Abstract
In this paper, we describe mating patterns in the USA from 1964 to 2017 and measure the impact of changes in marital preferences on betweenhousehold income inequality. We rely on the recent literature on the econometrics of matching models to estimate complementarity parameters of the household production function. Our structural approach allows us to measure sorting along multiple dimensions and to effectively disentangle changes in marital preferences and in demographics, addressing concerns that affect results from existing literature. We answer the following questions: Has assortativeness increased over time? Along which dimensions? To what extent can the shifts in marital preferences explain inequality trends? We find that, after controlling for other observables, assortative mating in education has become stronger. Moreover, if mating patterns had not changed since 1971, the 2017 Gini coefficient between married households would be 6% lower. We conclude that about 25% of the increase in betweenhousehold inequality is due to changes in marital preferences. Increased assortativeness in education positively contributes to the rise in inequality, but only modestly.
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Notes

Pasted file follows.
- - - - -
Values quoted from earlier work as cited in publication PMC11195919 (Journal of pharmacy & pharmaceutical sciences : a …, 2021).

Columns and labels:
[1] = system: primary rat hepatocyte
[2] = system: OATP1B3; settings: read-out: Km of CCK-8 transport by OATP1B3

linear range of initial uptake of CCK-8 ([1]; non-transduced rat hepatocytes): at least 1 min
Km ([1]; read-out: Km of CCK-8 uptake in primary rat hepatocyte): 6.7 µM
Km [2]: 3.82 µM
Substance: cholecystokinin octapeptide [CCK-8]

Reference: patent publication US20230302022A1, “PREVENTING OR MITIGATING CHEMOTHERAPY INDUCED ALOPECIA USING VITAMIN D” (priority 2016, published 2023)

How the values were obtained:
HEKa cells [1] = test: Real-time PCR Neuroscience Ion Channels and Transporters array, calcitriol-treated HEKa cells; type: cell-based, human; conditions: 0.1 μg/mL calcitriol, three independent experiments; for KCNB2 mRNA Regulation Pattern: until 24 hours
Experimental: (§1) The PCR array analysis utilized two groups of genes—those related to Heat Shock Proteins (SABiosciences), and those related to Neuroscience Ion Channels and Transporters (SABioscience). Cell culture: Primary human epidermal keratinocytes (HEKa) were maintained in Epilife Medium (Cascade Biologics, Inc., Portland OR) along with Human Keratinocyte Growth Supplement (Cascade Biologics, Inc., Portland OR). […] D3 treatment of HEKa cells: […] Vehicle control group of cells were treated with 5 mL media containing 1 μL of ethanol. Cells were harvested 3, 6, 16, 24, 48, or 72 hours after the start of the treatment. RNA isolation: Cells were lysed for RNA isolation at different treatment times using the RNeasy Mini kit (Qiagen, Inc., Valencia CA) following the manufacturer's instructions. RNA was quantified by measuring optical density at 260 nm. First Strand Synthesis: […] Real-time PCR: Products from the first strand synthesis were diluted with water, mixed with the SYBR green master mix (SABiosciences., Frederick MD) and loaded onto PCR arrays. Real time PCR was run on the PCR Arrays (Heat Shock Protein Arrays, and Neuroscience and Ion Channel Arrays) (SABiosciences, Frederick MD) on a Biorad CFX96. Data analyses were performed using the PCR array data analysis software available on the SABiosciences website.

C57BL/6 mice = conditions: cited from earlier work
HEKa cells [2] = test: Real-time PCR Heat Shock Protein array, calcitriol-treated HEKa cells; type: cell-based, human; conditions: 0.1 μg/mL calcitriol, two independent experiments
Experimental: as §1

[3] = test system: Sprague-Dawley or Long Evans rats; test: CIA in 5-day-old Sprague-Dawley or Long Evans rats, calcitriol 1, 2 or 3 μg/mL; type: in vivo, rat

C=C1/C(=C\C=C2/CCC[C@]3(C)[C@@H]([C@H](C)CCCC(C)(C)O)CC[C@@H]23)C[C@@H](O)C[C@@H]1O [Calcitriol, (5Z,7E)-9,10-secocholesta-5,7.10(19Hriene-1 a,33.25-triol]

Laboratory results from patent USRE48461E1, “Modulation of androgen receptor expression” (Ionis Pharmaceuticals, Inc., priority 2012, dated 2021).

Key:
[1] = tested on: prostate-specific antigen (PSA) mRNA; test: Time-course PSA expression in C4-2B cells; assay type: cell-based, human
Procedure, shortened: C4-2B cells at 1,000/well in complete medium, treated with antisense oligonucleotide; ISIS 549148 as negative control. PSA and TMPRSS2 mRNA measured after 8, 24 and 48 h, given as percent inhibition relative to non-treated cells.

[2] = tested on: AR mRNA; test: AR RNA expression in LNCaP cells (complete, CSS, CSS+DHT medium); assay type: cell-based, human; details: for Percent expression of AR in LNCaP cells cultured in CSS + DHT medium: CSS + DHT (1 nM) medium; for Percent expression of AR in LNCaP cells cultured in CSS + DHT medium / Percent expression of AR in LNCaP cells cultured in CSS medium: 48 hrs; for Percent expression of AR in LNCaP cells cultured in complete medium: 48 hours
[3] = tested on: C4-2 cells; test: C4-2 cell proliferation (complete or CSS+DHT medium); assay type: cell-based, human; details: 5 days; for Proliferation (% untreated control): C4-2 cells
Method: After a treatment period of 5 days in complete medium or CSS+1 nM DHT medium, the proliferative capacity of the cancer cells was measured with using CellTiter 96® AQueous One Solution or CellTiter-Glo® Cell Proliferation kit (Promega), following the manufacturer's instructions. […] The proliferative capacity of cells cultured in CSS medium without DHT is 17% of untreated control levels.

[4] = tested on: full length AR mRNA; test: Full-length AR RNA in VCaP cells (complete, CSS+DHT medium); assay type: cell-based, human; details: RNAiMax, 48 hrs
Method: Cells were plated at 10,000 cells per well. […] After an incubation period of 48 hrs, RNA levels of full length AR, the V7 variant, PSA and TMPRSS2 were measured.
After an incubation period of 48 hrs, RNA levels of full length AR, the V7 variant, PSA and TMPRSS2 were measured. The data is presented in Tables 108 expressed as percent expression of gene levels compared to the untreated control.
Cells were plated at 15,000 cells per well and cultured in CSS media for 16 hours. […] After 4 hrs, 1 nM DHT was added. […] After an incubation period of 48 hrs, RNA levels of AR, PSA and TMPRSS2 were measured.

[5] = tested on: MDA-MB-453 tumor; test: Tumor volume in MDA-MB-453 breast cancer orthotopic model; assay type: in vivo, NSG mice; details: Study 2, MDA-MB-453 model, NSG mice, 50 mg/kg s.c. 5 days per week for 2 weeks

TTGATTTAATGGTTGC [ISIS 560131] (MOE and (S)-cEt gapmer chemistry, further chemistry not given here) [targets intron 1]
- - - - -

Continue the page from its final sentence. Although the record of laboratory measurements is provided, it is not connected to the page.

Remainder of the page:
The survey of Stevenson and Wolfers (2007) tracks the changes that the institution of the family has gone through in recent decades, and presents several significant research questions that need to be answered.
The methodology consists of finding a loglinear model with good fit to explain a contingency table with the distribution of income by percentile (plus one category containing zeroincome observations). Then, one can compute predicted frequencies after removing certain regressors to reproduce counterfactual situations.
Schwartz (2010) uses the ratios between the median income of the top 20% households (high class) over the median income of the middle 60% (medium class) or the median income of the top 20% (low class) as measures of inequality.
As for Greenwood et al. (2014), we hereby refer to the revised findings published in the corrigendum.
Alternatively, one could put an additional restriction on the parameters σ, for instance σ = 1 on each market. Ciscato et al. (forthcoming) propose to normalize the social gain \(\mathcal {W}(A,\sigma )\).
In addition, in CPS waves before 1976, there is no state variable at the household level. Only broad geographical areas are reported.